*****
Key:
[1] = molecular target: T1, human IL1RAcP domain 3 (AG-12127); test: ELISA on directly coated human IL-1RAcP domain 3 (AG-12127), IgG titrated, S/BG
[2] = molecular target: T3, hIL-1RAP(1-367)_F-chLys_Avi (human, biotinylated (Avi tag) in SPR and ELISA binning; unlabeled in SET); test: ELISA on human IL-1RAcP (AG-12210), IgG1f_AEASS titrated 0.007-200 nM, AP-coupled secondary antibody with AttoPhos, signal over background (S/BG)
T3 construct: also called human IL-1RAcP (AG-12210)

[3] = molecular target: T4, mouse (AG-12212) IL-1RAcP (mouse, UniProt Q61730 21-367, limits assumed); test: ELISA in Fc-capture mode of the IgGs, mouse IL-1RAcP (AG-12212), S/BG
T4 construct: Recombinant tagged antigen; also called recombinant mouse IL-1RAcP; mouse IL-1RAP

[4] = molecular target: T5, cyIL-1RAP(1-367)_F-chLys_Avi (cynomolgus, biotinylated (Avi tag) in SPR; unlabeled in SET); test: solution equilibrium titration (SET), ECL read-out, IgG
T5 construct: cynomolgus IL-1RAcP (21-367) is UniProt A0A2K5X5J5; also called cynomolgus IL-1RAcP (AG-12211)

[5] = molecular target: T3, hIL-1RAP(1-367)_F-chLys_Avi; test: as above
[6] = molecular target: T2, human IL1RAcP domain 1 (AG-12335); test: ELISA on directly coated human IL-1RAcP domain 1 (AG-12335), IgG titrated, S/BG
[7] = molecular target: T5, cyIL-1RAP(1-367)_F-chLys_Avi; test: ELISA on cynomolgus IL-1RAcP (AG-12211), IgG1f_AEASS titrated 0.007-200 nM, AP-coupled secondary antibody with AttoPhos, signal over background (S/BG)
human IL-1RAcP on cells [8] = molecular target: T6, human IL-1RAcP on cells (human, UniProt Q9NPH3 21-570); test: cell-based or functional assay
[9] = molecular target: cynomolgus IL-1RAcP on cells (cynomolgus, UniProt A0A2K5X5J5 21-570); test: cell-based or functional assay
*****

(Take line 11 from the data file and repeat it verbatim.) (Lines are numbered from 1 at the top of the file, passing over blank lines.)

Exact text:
[7] = molecular target: T5, cyIL-1RAP(1-367)_F-chLys_Avi; test: ELISA on cynomolgus IL-1RAcP (AG-12211), IgG1f_AEASS titrated 0.007-200 nM, AP-coupled secondary antibody with AttoPhos, signal over background (S/BG)